The SCOPE Project educated me for successful political activism, including future collaborations with African American leadership. And to the best of my ability and understanding, I remain politically involved today.

I would not have written the paragraphs above without having first having been interviewed in early 2007 by my former Honors 495 student Rachel Jing Han Choy for a life-writing psychology assignment that she had undertaken ("Dr. Vincent K. Pollard: A Life History," University of Hawai'i at Manoa). But more immediately, on 8 February 2010, Jo Freeman (SCLC-SCOPE Project, 1965) directed me to the "Veterans of the Civil Rights Movement" history project.

In reverse chronological order below, the following incomplete bibliography includes articles that I wrote during or about my Civil Rights Movement experiences-or during or about activities mentioned above that were directly influenced by those experiences. It also includes directly related resources:

Ashley Chapman, interview of Vincent K. Pollard for her article on Black History Month -- scheduled for publication in Kapi'o [Kapi'olani Community College], 23 February 2010,

"Martin Luther King's Foreign Policy," blog, Faculty Row, 4 February 2010, .

Robert Biggert, audiotaped interview of Vincent K. Pollard, for follow-up study of SCOPE Project voter registration volunteers, Principal Investigator: Professor Gerald Marwell (Department of Sociology, University of Wisconsin-Madison], in Pollard's residence, Chicago, 6 April 1985; interview transcript not published.

Commissioner's Complaint No. 1964 (12 May 1969), United States District Court (Northern District of Illinois-Eastern Division); dismissed, 23 April 1970.

"Draft Refusal," "Other voices" column, Hyde Park-Kenwood Voices [Chicago, Illinois], vol. 4, no. 4 (May 1969), p. 6.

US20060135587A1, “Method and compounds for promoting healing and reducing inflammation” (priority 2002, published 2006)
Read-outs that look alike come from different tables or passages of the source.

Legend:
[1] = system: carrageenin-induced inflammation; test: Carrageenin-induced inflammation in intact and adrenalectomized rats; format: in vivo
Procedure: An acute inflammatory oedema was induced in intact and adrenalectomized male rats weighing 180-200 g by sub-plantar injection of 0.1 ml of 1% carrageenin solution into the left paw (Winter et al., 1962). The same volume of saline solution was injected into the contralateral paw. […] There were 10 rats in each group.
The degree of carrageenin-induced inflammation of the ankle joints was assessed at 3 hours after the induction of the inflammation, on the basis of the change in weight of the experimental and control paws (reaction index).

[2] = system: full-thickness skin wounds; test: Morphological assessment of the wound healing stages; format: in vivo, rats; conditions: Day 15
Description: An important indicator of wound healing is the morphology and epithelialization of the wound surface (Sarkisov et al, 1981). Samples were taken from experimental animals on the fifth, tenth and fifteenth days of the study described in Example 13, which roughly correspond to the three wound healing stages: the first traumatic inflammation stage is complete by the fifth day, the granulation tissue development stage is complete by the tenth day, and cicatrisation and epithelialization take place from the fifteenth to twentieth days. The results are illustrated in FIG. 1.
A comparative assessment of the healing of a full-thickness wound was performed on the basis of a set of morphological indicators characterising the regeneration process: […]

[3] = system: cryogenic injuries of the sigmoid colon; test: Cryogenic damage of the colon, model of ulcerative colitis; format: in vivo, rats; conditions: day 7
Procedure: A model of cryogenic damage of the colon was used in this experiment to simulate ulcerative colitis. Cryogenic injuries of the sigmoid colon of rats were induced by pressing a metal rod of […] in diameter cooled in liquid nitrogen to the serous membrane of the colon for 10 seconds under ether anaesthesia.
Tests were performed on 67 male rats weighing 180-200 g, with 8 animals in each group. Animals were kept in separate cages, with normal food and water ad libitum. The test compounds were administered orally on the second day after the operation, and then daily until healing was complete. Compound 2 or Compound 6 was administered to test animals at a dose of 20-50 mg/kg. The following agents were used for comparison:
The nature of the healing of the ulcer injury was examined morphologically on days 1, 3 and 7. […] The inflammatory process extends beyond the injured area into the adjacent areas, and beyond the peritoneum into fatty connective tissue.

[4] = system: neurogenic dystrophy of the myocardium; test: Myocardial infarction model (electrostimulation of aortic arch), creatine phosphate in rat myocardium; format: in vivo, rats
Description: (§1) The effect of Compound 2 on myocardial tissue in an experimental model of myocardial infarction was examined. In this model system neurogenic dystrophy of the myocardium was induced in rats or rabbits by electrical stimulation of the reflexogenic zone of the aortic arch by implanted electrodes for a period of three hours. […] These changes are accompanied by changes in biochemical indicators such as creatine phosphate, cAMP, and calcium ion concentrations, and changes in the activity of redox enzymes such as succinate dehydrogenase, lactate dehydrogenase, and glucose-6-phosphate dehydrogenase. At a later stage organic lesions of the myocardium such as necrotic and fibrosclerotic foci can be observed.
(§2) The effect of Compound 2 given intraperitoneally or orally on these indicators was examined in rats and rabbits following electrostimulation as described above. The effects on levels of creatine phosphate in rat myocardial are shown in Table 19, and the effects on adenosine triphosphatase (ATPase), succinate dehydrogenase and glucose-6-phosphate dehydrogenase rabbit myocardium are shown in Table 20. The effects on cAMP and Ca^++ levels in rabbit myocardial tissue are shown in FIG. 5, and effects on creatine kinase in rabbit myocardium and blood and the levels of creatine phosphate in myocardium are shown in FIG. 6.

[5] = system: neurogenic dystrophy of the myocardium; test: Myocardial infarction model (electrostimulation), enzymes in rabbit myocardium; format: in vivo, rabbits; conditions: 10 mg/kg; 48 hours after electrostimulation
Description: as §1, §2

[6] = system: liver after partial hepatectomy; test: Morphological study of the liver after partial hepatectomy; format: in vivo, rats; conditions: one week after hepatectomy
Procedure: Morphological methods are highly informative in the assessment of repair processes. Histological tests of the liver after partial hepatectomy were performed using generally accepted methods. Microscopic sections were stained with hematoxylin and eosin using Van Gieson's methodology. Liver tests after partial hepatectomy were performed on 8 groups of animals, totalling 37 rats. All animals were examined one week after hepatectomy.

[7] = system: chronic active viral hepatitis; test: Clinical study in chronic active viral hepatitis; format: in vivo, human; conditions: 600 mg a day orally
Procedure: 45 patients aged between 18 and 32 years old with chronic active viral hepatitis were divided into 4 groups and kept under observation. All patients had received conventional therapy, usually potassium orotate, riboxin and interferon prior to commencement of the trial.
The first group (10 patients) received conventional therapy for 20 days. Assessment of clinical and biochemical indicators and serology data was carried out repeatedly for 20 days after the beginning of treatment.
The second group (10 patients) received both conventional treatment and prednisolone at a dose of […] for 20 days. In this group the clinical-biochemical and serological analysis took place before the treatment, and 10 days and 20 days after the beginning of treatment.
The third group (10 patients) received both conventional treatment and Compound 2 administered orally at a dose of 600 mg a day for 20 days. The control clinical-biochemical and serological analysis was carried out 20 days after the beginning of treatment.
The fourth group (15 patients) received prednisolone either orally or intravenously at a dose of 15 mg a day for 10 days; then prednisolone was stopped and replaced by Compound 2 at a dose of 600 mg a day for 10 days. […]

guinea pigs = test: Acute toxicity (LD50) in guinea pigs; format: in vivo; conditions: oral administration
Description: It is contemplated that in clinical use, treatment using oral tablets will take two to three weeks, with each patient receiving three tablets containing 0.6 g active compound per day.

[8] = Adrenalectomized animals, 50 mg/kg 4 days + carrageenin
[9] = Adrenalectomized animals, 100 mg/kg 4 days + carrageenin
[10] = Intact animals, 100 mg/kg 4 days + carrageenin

"At the Induction Center," The Inside Agitator, [Chicago, Illinois], April-May 1969, p. 6.

President of the United States [Richard M. Nixon], "Order to Report for Induction," Selective Service System notification, 11 April 1969.

"Beyond Politics," The Catholic Worker, vol. 33, no. 12 (December 1967), p. 7; abstracted in Peace Research Abstracts Journal, vol. 8, no. 5 (My 1971), Reference Number 68066, p. 85.

"Reason for Weston Tent-In," letter to the editor, Chicago Daily News, 16 July 1967, p. 10.

"The 'Davis Family' - The Tragic Cost of Segregation," Witness [Catholic Interracial Council of Chicago], vol. I (June 1967), pp. 6- 7.

"Rowan vs. King," letter to the editor, Chicago Daily News, 9 May 1967, p. 14.

"Glen Ellyn: Student Social Involvement," Channel: A Newsletter for Maryknollers, vol. 4, no. 3 (Spring 1966), p. 8.

Martin Luther King, Jr., generic ("form") letter, to SCOPE Volunteer, 1 October 1965.

Martin Luther King, Jr., letter to V. Rev. Charles H. Cappell, Maryknoll College, 30 September 1965.

[Pseud.], "Massive Voters Registration Drive Launched by SCLC," The Herald [Savannah, Georgia], vol. 19, no. 5 (July 3, 1965), pp. 1 and 5.

"Negro Vote Drive Starts," Savannah Morning News, [late June 965 or early July 1965].

Review of Martin Luther King, Jr., Why We Can't Wait (New York: Penguin Books, 1964), in The Glen Echo [Maryknoll College], vol. 16, no. 1 (Autumn 1964), pp. 29-30.

SCLC-SCOPE Project materials, Vivian Harsh Afro-American Collection, Woodson Regional Library, Chicago Public Library, 9525 South Halsted Street, Chicago, IL 60628. Donated by Vincent K. Pollard at some point during 1987-1991.

Jearl Wood Defense Committee {1980-1982}] materials. Vivian Harsh Afro-American Collection, Woodson Regional Library, Chicago Public Library, 9525 South Halsted Street, Chicago, Illinois 60628; donated by Vincent K. Pollard, 12 December 1987.

SCOPE Project materials. Martin Luther King Center for Social Change, 449 Auburn Avenue, Northeast, Atlanta, Georgia 30312; donated by Vincent K. Pollard, 21 February 1983.

Copyright © 2010 Vincent K. Pollard